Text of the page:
The claims for e.Volution were quite substantial. It would
travel for 200 km before needing another charge of
compressed air. The e.Volution was powered by a
two-cylinder, compressed-air engine. The basic concept
behind the engine was unique in that it could run either on
compressed air alone or act as an internal combustion
engine. Dual fuel capabilities.
The compressed air was stored in carbon or glass fiber tanks
at a pressure of 300 bar. This air was fed through an air
injector to the engine and flows into a small chamber, which
expands the air. The air pushing down on the pistons moves
the crankshaft, which gives the vehicle power, very similar
to the way burning fuel pushes down on the pistons to move
the crankshaft in internal combustion engines.
Air tanks fixed to the underside of the vehicle can hold
about 300 litres of air. When your air tank nears empty, you
can just pull over and fill the e.Volution up at the nearest
air pump. Using a household electrical source, it takes
about four hours to refill the compressed air tanks;
however, a rapid three-minute recharge is possible, using a
high-pressure air pump.
MDI claims it has researched and developed the Air Car over
10 years and the technology is protected by more than 30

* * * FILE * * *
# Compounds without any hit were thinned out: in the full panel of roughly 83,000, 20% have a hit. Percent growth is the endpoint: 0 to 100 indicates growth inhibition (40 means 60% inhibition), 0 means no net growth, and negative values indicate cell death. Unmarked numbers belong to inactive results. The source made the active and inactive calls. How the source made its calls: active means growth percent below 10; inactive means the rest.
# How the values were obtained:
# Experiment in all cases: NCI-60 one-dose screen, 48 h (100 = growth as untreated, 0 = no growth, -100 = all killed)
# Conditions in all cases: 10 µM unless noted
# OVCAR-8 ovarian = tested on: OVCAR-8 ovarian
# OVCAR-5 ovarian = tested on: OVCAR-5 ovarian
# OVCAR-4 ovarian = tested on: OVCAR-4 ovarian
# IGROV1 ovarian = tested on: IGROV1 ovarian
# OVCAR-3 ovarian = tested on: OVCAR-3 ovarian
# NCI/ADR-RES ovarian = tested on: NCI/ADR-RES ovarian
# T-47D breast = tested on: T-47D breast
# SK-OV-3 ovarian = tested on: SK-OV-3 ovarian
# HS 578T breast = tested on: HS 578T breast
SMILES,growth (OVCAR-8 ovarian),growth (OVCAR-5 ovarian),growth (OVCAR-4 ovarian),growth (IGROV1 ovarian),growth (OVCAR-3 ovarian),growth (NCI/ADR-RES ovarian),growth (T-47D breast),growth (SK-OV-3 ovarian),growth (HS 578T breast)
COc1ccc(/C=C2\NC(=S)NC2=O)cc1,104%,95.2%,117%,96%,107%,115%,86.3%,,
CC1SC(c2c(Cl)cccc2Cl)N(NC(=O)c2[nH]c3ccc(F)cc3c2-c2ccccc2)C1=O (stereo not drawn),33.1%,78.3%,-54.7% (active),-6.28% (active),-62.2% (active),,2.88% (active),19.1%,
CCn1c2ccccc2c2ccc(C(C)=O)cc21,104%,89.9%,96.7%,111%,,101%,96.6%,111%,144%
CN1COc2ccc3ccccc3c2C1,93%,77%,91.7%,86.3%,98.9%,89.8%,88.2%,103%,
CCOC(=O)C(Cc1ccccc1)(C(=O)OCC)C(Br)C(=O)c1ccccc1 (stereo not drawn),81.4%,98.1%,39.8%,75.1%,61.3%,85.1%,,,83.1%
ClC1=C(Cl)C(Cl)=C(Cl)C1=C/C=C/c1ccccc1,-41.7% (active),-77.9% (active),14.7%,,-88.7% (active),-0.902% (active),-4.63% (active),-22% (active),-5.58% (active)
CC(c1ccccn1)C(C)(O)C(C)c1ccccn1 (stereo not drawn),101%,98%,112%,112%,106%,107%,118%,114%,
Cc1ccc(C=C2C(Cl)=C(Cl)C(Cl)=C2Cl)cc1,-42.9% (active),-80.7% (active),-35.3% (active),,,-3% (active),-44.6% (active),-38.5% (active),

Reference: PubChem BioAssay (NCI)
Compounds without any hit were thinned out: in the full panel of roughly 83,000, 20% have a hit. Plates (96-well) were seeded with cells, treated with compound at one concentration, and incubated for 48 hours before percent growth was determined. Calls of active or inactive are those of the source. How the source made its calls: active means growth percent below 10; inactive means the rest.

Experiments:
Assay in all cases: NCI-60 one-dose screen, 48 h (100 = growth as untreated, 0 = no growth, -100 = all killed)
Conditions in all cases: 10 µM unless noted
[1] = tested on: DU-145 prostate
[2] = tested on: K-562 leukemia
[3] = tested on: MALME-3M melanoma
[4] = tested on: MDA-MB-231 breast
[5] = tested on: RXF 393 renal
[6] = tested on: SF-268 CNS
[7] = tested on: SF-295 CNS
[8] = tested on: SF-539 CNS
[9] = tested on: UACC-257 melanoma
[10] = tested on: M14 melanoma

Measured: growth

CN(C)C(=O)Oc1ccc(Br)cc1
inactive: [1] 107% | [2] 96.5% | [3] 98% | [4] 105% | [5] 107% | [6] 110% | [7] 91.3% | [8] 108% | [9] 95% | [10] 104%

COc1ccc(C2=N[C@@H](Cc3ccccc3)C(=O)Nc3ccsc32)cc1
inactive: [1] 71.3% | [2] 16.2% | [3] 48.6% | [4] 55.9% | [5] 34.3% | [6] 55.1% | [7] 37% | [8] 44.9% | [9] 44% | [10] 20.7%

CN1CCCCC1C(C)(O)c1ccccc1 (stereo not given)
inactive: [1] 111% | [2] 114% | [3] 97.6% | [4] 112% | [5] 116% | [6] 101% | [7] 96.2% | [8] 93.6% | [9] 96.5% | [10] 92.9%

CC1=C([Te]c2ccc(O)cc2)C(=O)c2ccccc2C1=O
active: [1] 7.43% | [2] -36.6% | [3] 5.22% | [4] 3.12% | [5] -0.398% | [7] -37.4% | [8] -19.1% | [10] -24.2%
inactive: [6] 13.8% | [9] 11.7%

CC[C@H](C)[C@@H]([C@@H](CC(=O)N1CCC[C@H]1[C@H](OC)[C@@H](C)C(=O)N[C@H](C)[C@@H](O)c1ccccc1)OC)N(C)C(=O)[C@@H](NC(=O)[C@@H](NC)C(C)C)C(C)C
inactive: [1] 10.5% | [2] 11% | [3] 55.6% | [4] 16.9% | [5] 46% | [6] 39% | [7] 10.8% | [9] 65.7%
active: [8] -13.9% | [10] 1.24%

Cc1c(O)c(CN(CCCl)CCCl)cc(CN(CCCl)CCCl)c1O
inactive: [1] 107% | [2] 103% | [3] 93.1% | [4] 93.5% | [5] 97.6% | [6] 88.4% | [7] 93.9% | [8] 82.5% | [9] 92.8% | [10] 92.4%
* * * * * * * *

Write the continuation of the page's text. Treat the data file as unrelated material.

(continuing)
international patents and MDI is actively seeking licensees,
with, according to the company, 50 factories in Europe,
America and Asia signed already. Somehow I doubt that the
interest in their engine and vehicles has gone that far,
though there has been a very recent and significant
development, which involves Asia, through the Indian car
Tata Motors is India’s largest automobile company, with
revenues of US$ 5.5 billion in 2005-06. With over 4 million
Tata vehicles on Indian roads, it is the leader in
commercial vehicles and the second largest in passenger
vehicles. It is also the world’s fifth largest medium and
heavy truck manufacturer and the second largest heavy bus
manufacturer. Make no mistake, Tata is truly a heavyweight.
The recent tie-up with Renault to produce the budget priced
Logan car in India will probably mean that Tata will take
over as the number one car manufacturer in India by this
time next year.
What Tata has done is to sign an agreement with MDI for
application in India of MDI’s engine technology, and
therefore believes the engine is viable - its press
statement described it as “efficient, cost-effective,
scalable, and capable of other applications such as power
The agreement between Tata Motors and MDI envisages Tata’s
supporting further development and refinement of the
technology, and its application and licensing for India. It
also appears that Tata is serious in tying up with MDI.
For this project to be viable for Tata, using the engine in
one of Tata’s own body shells would make more sense, and
producing the engine in India, even more so. The pollution
may be less with this engine, but I doubt if that alone
would encourage millions of Indians to buy one. The selling
point has to be cheap running, with the compressed air
engine reputedly costing one tenth of what a gasoline engine
does for the same distance.
The concept seems to be right. The technology makes it
possible. But does the world have the will? And will the oil
cartel lay down without a fight? I doubt it.
This year’s best
motorcycle racing picture?
I was sent
this picture and loved it so much I had to use it. I have no
details, but it is self explanatory!